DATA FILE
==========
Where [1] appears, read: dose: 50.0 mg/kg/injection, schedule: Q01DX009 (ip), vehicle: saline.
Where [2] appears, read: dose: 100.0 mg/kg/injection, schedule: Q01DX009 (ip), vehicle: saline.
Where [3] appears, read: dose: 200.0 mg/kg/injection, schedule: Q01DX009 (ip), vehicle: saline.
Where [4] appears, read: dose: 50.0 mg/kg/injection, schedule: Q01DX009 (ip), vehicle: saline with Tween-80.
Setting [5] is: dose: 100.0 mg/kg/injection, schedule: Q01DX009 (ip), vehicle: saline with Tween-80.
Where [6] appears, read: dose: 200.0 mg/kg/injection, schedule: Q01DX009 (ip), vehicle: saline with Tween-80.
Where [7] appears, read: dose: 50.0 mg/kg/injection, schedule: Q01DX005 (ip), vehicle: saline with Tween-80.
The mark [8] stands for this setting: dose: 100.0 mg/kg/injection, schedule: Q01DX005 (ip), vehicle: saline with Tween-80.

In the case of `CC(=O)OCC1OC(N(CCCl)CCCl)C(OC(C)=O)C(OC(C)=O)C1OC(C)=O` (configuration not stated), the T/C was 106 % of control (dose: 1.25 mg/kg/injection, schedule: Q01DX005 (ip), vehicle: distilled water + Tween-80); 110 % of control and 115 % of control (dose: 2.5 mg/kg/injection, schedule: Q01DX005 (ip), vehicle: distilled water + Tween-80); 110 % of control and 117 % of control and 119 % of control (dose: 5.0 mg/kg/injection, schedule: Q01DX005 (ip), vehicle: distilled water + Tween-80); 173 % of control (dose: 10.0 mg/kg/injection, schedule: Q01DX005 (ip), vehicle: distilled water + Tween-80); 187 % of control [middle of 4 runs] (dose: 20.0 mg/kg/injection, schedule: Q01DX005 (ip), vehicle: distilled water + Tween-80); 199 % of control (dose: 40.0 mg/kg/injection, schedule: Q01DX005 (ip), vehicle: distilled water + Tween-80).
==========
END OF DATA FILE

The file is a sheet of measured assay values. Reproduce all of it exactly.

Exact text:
Where [1] appears, read: dose: 50.0 mg/kg/injection, schedule: Q01DX009 (ip), vehicle: saline.
Where [2] appears, read: dose: 100.0 mg/kg/injection, schedule: Q01DX009 (ip), vehicle: saline.
Where [3] appears, read: dose: 200.0 mg/kg/injection, schedule: Q01DX009 (ip), vehicle: saline.
Where [4] appears, read: dose: 50.0 mg/kg/injection, schedule: Q01DX009 (ip), vehicle: saline with Tween-80.
Setting [5] is: dose: 100.0 mg/kg/injection, schedule: Q01DX009 (ip), vehicle: saline with Tween-80.
Where [6] appears, read: dose: 200.0 mg/kg/injection, schedule: Q01DX009 (ip), vehicle: saline with Tween-80.
Where [7] appears, read: dose: 50.0 mg/kg/injection, schedule: Q01DX005 (ip), vehicle: saline with Tween-80.
The mark [8] stands for this setting: dose: 100.0 mg/kg/injection, schedule: Q01DX005 (ip), vehicle: saline with Tween-80.

In the case of `CC(=O)OCC1OC(N(CCCl)CCCl)C(OC(C)=O)C(OC(C)=O)C1OC(C)=O` (configuration not stated), the T/C was 106 % of control (dose: 1.25 mg/kg/injection, schedule: Q01DX005 (ip), vehicle: distilled water + Tween-80); 110 % of control and 115 % of control (dose: 2.5 mg/kg/injection, schedule: Q01DX005 (ip), vehicle: distilled water + Tween-80); 110 % of control and 117 % of control and 119 % of control (dose: 5.0 mg/kg/injection, schedule: Q01DX005 (ip), vehicle: distilled water + Tween-80); 173 % of control (dose: 10.0 mg/kg/injection, schedule: Q01DX005 (ip), vehicle: distilled water + Tween-80); 187 % of control [middle of 4 runs] (dose: 20.0 mg/kg/injection, schedule: Q01DX005 (ip), vehicle: distilled water + Tween-80); 199 % of control (dose: 40.0 mg/kg/injection, schedule: Q01DX005 (ip), vehicle: distilled water + Tween-80).